This turn of events, which would have been the cause for much relief especially to the Muslim community, took place in no less a forum than Parliament with no less a person than Prime Minister Mahinda Rajapaksa taking centre-stage. These events resulted from a statement by Dr. Sudarshini Fernandopulle, the State Minister of Primary Health Services, Pandemics and COVID Prevention, saying there was no evidence to prove that groundwater was contaminated by the burial of those who die of COVID-related ailments. If that was the case, Samagi Jana Balavegaya (SJB) parliamentarian S.M. Marikkar asked her, why not allow the bodies of Muslims who die of such ailments to be buried. Prime Minister Rajapaksa responded by categorically assuring Mr. Marikkar that burial would be permitted for bodies of COVID victims.
Prime Minister Rajapaksa’s assurance was acclaimed locally and internationally while even Pakistani Prime Minister Imran Khan, expected to visit Sri Lanka sometime next week, in a twitter message, welcoming the resolution of this sensitive cremation or burial dilemma. Since the virus first invaded Sri Lanka in March last year, the Muslim Community and civil rights groups have been urging the government to permit the burial instead of the cremation of the bodies of Muslims, who die of this disease.
The electronic media broadcast the Premier’s statement in their breaking news segments while the print media carried it as their page-1 lead story. But sadly though what many thought was the long-awaited solution to a burning question was more or less cremated with State Minister Fernandopulle in a contradictory statement saying the decision whether to permit the burial of bodies of COVID victims would depend on the recommendations made by the technical committee set up to study and report on this contentious issue.
It was not too long ago that Health Minister Pavithra Wanniarachchi -- who herself had tested positive for COVID-19 and discharged from the Infectious Diseases Hospital (IDH) in Angoda on Tuesday -- told Parliament that Sri Lanka would continue to cremate the bodies of its citizens who die of the viral infection no matter what their religious persuasion might be. She said the decision was based on the recommendations made by the main technical committee headed by Pathologist Dr Channa Perera.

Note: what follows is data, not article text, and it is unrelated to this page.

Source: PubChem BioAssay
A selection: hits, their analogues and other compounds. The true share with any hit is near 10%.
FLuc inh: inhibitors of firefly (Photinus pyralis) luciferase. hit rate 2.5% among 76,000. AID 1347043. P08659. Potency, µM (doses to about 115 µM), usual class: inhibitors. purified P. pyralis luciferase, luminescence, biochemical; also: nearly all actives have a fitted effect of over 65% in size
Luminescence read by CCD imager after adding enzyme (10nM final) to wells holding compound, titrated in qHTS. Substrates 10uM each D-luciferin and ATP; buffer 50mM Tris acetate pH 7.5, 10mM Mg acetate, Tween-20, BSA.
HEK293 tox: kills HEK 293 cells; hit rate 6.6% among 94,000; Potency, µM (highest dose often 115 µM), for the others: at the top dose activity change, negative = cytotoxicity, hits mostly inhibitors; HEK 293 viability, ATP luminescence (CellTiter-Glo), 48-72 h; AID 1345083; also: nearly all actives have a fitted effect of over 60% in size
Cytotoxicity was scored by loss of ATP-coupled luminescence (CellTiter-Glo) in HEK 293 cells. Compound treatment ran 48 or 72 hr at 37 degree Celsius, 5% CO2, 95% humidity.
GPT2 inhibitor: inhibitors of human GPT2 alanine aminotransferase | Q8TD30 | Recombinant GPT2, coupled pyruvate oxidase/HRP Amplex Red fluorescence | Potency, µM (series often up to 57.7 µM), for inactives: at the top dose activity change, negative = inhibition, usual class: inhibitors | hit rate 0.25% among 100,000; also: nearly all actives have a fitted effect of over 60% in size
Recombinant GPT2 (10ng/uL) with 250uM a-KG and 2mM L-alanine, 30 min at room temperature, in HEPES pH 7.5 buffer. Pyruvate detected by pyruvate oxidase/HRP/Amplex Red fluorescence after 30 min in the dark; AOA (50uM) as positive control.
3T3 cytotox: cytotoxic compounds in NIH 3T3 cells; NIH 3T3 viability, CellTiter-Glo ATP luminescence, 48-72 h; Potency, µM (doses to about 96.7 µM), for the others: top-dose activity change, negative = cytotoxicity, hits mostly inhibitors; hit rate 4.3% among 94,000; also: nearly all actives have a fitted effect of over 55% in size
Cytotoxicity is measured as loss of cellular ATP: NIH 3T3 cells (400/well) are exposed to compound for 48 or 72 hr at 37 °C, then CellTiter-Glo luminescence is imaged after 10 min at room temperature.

“When faced with such a serious pandemic situation we cannot take action based on social or political considerations of some groups, but have to be guided by science,” she said despite another technical committee, consisting of Virologists and Microbiologists headed by Colombo University’s Medical Faculty Dean Professor Jennifer Perera, recommending either burial or cremation. Furthermore, the Community Physicians of Sri Lanka (CCPSL) in a public statement said burials could be permitted because some 85,000 research papers published on COVID-19 provided no evidence to prove that the burial of those who died of the viral infection contaminated groundwater resources.
Be that as it may, Sri Lanka and China are the only two countries in the world that disallow burial of COVID victims even though the World Health Organisation (WHO) also permits either of the two options.
Meanwhile, according to media reports scientists at the Department of Immunology and Molecular Medicine of the University of Sri Jayewardenepura have detected the fast spreading B.1.1.7 (UK lineage) variant of the novel coronavirus in 92 samples obtained from different parts of the country from January to the second week of February in Colombo, Awissawella, Ingiriya, Biyagama, Wattala, Matugama, Mannar, Vavuniya and Mirigama including several quarantine centres as well.
“The B.1.1.7 is a rapidly transmissible variant currently circulating in the UK and many other countries. It is associated with a 50% higher transmissibility than the other SARS-CoV2 variants,” said Professor Neelika Malavige, of the Department of Microbiology, Faculty of Medicine University of Sri Jayewardenepura.
She said this variant does not have any mutations that affect the efficacy of the vaccine though however, further analysis was underway.
“While it is possible that the B.1.1.7 was introduced from overseas; given the widespread detection of the virus in Sri Lanka, it is possible that our circulating virus strain acquired these mutations de novo meaning a genetic alteration present for the first time in one family member as a result of a variant or mutation, as seen in many other countries, where there is intense transmission of the virus,” Prof. Malavige said.
Amid the confusion and contradictions inside and outside Parliament, with even an important statement made by the Premier being negated or contradicted and COVID with its latest variants posing new challenges, Sri Lanka’s future seems rather dismal and bleak in the absence of proper remedial measures.